Saturday, December 17, 2005
Owls to Athens
a set phrase to express the idea of 'giving someone something he does not need', similar to the English 'carrying coals to Newcastle'; cf. the Spanish 'dar trigo a Castilla' and the German 'Eulen nach Athen tragen'. Cf. Ov. Pont. 4.2.9-10: quis mel Aristaeo...poma det Alcinoo (OLD s.v. 1b). Cf. A. Otto, Sprichwörter, R. Häussler, Nachträge zu A. Otto, R. Tosi, Dizionario, 220 § 474. Cf. also Hor. Sat. 1.10.34: in silvam non ligna feras insanius, Ov. Am. 2.10.13-14: quid folia arboribus, quid pleno sidera caelo, / in freta collectas alta quid addis aquas? Mart. 11.42.4: thyma Cecropiae Corsica ponis api! Alcinous was the mythical king of the Phaeacians and owner of an orchard where all sorts of fruits grew in great abundance; cf. Od. 7.112-131.Here are translations of the foreign passages and phrases quoted by Galán Vioque:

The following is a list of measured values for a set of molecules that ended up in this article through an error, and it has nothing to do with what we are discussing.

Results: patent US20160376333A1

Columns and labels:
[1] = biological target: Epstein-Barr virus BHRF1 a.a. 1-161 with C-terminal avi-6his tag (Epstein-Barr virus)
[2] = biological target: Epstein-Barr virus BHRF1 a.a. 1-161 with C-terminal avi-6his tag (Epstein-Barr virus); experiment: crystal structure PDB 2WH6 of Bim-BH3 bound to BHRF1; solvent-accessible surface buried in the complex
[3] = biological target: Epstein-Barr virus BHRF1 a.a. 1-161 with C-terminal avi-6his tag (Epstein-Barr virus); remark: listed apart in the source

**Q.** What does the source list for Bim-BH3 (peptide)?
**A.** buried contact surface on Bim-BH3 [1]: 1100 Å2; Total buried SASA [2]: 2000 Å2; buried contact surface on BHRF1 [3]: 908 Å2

- Martial 7.42.6: Do you think no one ever gave fruits to Alcinous?
- Spanish: To give wheat to Castille.
- German: To carry owls to Athens.
- Ovid, Epistulae ex Ponto 4.2.9-10: Who would give honey to Aristaeus [the inventor of beekeeping] or fruits to Alcinous?
- Horace, Satires 1.10.34: You couldn't do anything crazier if you carried wood into a forest.
- Ovid, Amores 2.10.13-14: Why do you add leaves to trees, stars to a full sky, a cup of water to the deep sea?
- Martial 11.42.4: You're putting thyme from Corsica in front of a bee from Athens!
A Festschrift in honor of famed Greek scholar K.J. Dover was entitled Owls to Athens (Oxford: Clarendon Press, 1990). In other words, Dover is so expert in ancient Greek that offering him the scholarship of others is like carrying coals to Newcastle.